As a student minister of an interfaith religion in which members can be atheists, agnostics, pagans, Buddhists, Hindus, Christians, Jews, Muslims, etc. I especially appreciated the attention given to the history of Muslim tolerance, liberalism, and progressivism. Respect for other religious traditions is one of our core Unitarian Universalist values, and I was happy to see that it shared by many Muslim communities worldwide. All to often Islam is given a bad reputation in the West by people (media, politicians, etc.) who overestimate the significance of Islamic fundamentalists, extremists, and the small group of Islamic terrorists compared to the vast array of different types of Islamic liberals and moderates. It is my hope that more people in the US come to see Islam for the various and diverse religion it is, and come to know Muslims as individuals within geographically and culturally distinct groups, as opposed to stereotypes and generalizations. In this way I hope the culture of blatant Islamophobia in the West, and in the United States in particular, can evolve into an atmosphere in which moderate and progressive Muslims and Muslim communities are accepted and welcomed.
The first blog post I did was one of the most meaningful for me. In it I wrote a poem to express my reaction to studying patterns (geometric, floral, etc.) in mosque art and architecture. In my poem I treat my house as a mosque, and analyze its patterns of design to see what meaning the art and architecture of my house conveys. I found that my house is covered floor to ceiling in patterns drawn from nature, essentially making it a temple for the worship of the unity of the pattern/design that pervades the natural world. This is especially appropriate because my fiancée and I are farmers and stewards of conservation land. We both value nature above all, and it was a profound realization that our house, which was not decorated or furnished by us, but by previous generations, matches our values and beliefs. Coincidence? Maybe. Or maybe this consciousness frozen in the art and architecture of the house is actively passed down through the generations through oral tradition, lifestyle, and local culture. Or maybe it is just an extension of the environment on which the house is situated, the values and beliefs a natural consequence of living on such a beautiful piece of land. Writing the blog post prompted me to see my surroundings in a whole new way, in light of the cultural studies approach. From now on I will consider what the specific art and architecture of a place says about the values and beliefs of the people who built it and/or live there. Often times the things we worship as a culture are reflected even in the design of our supposedly secular spaces.
Another theme of the course that struck me was Feminism in Islam. Unsurprisingly, Islamic feminism comes in many culturally distinct forms, such as were expressed in the graphic novel Persepolis, satirical story Sultana’s Dream, and poem “We Sinful Women.” I was surprised by the theme that women who wear hijabs can be feminists, and wear the hijab as a reclamation and statement of their identities as Muslim women. I was raised to understand that the hijab was a marker of patriarchy’s sexual suppression of women in conservative Islamic communities. As such, it took me a while to get used to the idea that Muslim women who wear the hijab could think of themselves the same way Muslim women who don’t wear the hijab think of themselves, and/or the same way non-Muslim women think of themselves. The hijab may have been a product of a male-dominated society and enforced by patriarchy, but it has become so much more. It has become a politically-charged signifier and tool for female religious and/or political expression. While I still believe it should be a woman’s choice whether or not to cover her head, and not a government’s mandate (for or against), I learned from the various multimedia in class, especially films and interviews, that women’s clothing means different things in different countries, and is a more complicated subject than I had originally thought. For this reason I made a character in one of my blog posts a woman who wears a chador, a conservative article of clothing for a Muslim woman, but who expresses feminist values in other ways, through her actions and speech.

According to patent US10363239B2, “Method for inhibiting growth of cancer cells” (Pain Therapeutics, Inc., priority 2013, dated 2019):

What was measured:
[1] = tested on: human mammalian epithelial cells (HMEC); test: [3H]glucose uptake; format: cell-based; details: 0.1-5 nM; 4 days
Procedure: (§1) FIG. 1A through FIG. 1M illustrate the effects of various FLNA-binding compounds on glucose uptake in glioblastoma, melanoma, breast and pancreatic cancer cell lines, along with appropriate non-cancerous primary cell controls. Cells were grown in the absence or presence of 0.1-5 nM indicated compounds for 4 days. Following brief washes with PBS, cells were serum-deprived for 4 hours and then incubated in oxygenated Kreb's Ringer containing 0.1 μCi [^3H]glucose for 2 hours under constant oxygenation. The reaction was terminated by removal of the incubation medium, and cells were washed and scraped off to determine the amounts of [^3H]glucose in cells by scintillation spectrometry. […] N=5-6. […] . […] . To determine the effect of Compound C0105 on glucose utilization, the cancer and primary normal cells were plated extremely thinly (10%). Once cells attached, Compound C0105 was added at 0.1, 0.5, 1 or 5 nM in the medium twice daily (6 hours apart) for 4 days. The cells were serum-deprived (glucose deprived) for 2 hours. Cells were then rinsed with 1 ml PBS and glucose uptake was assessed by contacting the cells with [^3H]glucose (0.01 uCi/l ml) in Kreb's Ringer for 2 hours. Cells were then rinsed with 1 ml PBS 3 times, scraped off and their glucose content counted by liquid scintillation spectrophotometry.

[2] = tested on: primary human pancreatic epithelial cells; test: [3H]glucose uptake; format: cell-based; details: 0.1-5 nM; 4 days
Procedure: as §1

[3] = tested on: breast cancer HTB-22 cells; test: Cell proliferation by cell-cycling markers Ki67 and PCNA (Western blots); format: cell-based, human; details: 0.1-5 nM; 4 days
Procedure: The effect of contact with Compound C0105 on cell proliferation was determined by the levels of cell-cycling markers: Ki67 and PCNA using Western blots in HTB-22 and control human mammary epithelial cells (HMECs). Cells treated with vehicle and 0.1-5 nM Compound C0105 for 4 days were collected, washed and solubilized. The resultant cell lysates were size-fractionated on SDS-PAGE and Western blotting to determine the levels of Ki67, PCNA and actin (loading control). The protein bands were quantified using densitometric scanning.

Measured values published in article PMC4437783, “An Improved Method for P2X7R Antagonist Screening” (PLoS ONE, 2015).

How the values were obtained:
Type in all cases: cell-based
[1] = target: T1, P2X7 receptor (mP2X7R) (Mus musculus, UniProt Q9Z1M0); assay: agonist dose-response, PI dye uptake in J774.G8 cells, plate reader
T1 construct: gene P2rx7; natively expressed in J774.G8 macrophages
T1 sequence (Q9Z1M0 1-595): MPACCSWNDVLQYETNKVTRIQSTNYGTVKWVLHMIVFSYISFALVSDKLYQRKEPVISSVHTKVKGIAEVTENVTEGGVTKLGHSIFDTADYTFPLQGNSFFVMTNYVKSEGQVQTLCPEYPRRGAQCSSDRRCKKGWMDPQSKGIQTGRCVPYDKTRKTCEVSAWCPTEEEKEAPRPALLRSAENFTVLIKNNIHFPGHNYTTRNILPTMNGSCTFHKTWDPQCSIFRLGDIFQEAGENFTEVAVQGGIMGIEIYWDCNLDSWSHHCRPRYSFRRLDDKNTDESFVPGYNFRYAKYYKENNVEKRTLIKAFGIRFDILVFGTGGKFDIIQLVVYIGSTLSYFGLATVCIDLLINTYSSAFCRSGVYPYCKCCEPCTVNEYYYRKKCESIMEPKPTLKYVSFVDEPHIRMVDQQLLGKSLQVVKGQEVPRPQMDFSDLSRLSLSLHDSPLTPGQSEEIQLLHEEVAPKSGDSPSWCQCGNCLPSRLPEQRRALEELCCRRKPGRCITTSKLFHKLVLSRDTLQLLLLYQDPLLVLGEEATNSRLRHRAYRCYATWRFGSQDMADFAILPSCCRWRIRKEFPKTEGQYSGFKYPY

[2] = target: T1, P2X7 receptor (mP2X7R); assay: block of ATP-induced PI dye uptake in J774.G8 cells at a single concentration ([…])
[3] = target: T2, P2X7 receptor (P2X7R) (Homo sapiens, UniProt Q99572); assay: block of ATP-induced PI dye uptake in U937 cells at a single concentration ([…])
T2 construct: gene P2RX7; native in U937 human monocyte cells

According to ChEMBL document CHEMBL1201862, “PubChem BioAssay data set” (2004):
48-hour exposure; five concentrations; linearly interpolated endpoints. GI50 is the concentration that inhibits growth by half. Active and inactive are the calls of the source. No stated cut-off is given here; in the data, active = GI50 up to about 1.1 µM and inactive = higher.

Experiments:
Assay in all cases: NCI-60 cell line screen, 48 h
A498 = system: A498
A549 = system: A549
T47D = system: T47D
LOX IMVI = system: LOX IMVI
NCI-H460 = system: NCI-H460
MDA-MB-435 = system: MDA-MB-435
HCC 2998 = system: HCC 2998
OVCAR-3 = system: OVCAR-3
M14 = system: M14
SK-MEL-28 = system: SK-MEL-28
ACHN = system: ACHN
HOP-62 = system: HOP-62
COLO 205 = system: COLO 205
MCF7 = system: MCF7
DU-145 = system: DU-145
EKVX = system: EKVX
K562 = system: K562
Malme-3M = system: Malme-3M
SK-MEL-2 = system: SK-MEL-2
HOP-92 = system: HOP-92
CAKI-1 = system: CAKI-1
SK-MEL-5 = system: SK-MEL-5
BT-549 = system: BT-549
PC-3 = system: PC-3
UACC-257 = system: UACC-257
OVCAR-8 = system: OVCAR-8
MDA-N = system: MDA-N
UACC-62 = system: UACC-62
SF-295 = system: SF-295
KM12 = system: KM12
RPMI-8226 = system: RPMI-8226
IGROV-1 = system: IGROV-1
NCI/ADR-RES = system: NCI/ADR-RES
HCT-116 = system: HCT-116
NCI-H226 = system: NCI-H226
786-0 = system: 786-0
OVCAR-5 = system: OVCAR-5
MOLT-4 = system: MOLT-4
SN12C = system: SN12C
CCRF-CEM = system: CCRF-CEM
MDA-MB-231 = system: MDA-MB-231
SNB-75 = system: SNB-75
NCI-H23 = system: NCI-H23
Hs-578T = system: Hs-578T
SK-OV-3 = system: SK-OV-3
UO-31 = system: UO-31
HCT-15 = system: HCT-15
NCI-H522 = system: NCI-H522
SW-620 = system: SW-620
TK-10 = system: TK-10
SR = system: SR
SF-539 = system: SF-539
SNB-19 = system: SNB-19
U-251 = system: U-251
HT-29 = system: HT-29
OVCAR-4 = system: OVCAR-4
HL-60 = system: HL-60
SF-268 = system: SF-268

I believe that one of the best ways to learn about Islam is to interact socially with Muslims in your local town or community. Meeting and getting to know Muslims from three or more countries and as many US states taught me how important regional differences in Muslim cultures are, and how diverse the religion of Islam is. My fear of people in Muslim clothing decreased dramatically after I made Muslim friends. This is the case with any ethnic, racial, religious, etc. minority in a city, state, or country. People naturally fear what they do not understand. I think that intelligent films and documentaries about Muslim cultures such as the ones we watched in this class can help non-Muslims understand and relate to their neighbors. Intercultural understanding is a first step towards acceptance and peace.
One could make the generalization that for hundreds of years, Catholics and Protestants feared, discriminated, and warred against each other, Jews were oppressed and attacked by Christians, etc. Now it seems like the problem of the decade is religious conflict in the Middle East, between such groups as Hindus and Muslims, Muslims and Jews, and between Muslim communities and the predominantly Protestant Christian United States. I wrote a blog post about learning from my Moroccan friends who are Muslims for this reason. They taught me to be more open-minded about cultural difference, and more importantly, to start to see cultural similarities between us. This class taught me to appreciate the geographic and cultural diversity of Islam, and to start to see the universality of its central faith in God. I was left feeling hopeful about the potential for reconciliation between the US and the many Muslim communities worldwide.